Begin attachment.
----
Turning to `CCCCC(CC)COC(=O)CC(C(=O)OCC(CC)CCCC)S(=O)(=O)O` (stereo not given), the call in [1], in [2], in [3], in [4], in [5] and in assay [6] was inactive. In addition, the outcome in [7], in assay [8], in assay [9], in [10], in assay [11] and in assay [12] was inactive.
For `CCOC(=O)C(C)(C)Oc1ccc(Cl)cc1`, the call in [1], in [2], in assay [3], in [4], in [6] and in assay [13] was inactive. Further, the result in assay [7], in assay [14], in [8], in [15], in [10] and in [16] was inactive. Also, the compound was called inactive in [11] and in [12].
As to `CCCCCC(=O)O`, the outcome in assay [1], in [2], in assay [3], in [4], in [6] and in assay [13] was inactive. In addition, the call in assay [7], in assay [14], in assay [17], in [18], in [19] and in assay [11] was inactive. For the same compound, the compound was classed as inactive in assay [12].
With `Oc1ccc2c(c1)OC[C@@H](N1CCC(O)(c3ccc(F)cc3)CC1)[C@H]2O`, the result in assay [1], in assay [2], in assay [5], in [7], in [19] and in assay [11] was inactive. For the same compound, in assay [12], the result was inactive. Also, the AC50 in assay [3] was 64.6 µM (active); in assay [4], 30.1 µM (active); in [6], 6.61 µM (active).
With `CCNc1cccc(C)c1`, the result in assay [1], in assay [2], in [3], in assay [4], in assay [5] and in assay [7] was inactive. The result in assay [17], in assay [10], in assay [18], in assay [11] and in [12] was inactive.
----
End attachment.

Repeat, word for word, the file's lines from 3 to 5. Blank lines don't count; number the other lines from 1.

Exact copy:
As to `CCCCCC(=O)O`, the outcome in assay [1], in [2], in assay [3], in [4], in [6] and in assay [13] was inactive. In addition, the call in assay [7], in assay [14], in assay [17], in [18], in [19] and in assay [11] was inactive. For the same compound, the compound was classed as inactive in assay [12].
With `Oc1ccc2c(c1)OC[C@@H](N1CCC(O)(c3ccc(F)cc3)CC1)[C@H]2O`, the result in assay [1], in assay [2], in assay [5], in [7], in [19] and in assay [11] was inactive. For the same compound, in assay [12], the result was inactive. Also, the AC50 in assay [3] was 64.6 µM (active); in assay [4], 30.1 µM (active); in [6], 6.61 µM (active).
With `CCNc1cccc(C)c1`, the result in assay [1], in assay [2], in [3], in assay [4], in assay [5] and in assay [7] was inactive. The result in assay [17], in assay [10], in assay [18], in assay [11] and in [12] was inactive.